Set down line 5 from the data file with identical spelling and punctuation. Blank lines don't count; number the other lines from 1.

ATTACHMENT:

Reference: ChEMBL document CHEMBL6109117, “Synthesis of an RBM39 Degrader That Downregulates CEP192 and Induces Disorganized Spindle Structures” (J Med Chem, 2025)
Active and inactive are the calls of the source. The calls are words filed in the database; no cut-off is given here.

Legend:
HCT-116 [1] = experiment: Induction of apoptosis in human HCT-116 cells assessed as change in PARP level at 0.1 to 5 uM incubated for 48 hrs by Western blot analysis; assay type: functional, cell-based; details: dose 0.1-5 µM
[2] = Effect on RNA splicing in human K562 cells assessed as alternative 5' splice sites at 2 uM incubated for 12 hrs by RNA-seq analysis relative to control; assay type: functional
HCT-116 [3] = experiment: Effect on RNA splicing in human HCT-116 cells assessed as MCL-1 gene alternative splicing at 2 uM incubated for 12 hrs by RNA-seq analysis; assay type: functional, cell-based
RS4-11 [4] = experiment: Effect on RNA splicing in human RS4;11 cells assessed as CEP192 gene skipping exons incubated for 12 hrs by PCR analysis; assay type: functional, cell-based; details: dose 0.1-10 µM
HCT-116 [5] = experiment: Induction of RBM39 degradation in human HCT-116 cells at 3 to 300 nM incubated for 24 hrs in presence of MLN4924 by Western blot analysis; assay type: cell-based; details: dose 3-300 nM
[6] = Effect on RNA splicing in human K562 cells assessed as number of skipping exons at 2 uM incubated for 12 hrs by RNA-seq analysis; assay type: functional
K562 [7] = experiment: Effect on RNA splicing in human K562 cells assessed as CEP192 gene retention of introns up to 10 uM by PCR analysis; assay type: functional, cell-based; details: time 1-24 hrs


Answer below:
[2] = Effect on RNA splicing in human K562 cells assessed as alternative 5' splice sites at 2 uM incubated for 12 hrs by RNA-seq analysis relative to control; assay type: functional